At 36,000 feet, there was a pistol-like sound as a piece of the fuselage ripped open on a flight out of Phoenix yesterday. The plane carried 118 passengers and was en route to Yuma, according to the Associated Press. The pilot made an emergency landing. No one was hurt. But everyone was scared.
"I fly a lot. This is the first time I ever had something like this happen," said Reese, a 37-year-old single mother of three who is vice president for a clinical research organization. "I just want to get home and hold my kids."
And the experience forged instant bonds:
"It was unreal. Everybody was like they were high school chums," Ziegler said, describing a scene in which passengers comforted and hugged each other after the plane was on the ground.Disasters make things obvious -- simple and obvious: The vulnerability, the loss of control, the relief at being safe after a disaster, the willingness to be close to those who had once been seen at a distance. In such situations plain old humanity, plain old human-ness shows its hand. And maybe there is a certain virtuous satisfaction in pointing out the nakedness that disaster can reveal. "See how nice (or sometimes nasty) people can be when circumstances demand. Why do we carry around all that camouflage in the first place? Tch. Tch. Tch."
This morning, as I floated up from a restless sleep and debated how badly I needed to go to the bathroom -- maybe I could squeeze in a few more minutes in supine splendor -- I realized that I was doing what I do every morning after sleep. I was collecting myself, gathering up whatever it was that would shape the day to come, segueing from a world of dreams in which fragments and story-line tendrils floated an interwove without apparent author. In dreams, I was not at all collected. But on waking, some long-standing habit said, "Let me collect myself."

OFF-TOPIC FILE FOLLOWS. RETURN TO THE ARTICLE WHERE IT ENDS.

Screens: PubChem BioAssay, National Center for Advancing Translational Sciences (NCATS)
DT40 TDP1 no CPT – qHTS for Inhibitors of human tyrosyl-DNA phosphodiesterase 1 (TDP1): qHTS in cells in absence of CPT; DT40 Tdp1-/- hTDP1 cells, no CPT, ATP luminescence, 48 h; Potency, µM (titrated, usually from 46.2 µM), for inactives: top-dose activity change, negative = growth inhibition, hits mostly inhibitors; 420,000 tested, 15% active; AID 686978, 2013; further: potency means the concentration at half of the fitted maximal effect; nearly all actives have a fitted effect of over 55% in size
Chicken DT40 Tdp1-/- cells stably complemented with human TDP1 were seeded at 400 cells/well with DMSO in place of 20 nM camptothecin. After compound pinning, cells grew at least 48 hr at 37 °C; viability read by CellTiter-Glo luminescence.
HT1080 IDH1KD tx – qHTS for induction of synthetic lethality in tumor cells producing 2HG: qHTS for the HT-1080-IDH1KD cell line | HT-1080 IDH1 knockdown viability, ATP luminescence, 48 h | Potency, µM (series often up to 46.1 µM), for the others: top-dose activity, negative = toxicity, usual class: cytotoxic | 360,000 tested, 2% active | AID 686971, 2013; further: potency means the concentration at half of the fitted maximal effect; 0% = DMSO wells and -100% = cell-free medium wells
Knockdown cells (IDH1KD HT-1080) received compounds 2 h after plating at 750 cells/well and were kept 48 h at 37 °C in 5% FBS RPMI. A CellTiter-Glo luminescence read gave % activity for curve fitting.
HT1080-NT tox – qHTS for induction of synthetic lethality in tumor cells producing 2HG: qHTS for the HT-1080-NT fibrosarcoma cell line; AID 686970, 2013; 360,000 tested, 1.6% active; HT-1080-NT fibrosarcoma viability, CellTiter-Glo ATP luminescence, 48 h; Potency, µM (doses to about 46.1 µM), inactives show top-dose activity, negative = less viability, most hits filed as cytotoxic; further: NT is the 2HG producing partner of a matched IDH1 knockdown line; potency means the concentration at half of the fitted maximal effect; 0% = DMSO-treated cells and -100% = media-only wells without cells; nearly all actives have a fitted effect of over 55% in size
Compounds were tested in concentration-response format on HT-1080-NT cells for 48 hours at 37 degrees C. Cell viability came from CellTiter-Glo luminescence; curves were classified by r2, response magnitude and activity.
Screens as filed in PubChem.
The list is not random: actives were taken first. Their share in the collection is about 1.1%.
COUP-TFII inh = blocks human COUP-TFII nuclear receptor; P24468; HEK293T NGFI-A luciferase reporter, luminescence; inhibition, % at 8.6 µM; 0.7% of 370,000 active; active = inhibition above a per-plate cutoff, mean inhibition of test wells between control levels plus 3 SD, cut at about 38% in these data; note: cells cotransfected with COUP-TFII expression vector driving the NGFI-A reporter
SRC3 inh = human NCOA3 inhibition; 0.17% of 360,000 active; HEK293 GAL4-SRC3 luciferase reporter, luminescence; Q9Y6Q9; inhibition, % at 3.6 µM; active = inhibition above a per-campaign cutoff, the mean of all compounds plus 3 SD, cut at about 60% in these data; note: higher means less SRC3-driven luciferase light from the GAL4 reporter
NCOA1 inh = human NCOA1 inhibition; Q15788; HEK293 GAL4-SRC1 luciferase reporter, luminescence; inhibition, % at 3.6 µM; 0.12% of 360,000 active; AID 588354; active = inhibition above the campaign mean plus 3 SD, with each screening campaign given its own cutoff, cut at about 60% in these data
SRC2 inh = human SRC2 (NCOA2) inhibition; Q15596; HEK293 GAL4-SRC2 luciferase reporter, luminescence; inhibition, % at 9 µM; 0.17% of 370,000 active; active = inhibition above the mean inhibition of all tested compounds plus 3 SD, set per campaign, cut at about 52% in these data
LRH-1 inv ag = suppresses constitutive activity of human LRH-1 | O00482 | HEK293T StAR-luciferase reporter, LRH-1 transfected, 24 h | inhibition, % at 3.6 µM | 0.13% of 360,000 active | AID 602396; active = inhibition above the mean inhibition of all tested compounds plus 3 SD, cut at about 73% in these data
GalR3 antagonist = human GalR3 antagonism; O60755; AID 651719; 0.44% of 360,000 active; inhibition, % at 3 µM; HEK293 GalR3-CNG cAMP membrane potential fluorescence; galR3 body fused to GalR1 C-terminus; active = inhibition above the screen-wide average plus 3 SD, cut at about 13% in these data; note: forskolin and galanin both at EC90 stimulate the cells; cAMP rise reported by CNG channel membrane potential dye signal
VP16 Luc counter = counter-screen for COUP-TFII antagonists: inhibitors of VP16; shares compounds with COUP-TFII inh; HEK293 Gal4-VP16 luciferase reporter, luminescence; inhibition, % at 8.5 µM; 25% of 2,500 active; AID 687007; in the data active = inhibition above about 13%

Waking up in the morning does not deliver the same shock that a shredded fuselage panel might, but the resulting activity seems to be the same -- to collect myself, to return to a place that feels less vulnerable and unfocused ... to reassert the "me" of me.
This morning, I wondered why? And I liked the phrase, "collect myself." "Collect" means to bring one thing and another together to create a wholeness for a given situation. But could anyone possibly collect enough stuff, create enough "me" to be perfectly at ease? Sure, there are more or less satisfactory collections, more or less capable and socially-adept collections, but is all this collection necessary? And moreover, even if it is necessary, who does the collecting -- whose responsibility is it ... and what would happen if I didn't create this "cool, calm and collected" entity. Among other things, imagine the energy I could save.
Morning comes. I float out of the seemingly uncollected universe of sleep, and I collect myself. Bit by bit, I reconstitute that which has been vulnerable and naked and ... resting. Like a man packing his suitcase, I gather the socks and shirts and toothbrush and razor and prepare to board a flight whose fuselage may or may not remain intact. But is there a need to pack when the suitcase is already packed? Why not roll over and get a little more sleep?
But then, of course, we all have to get up and pee.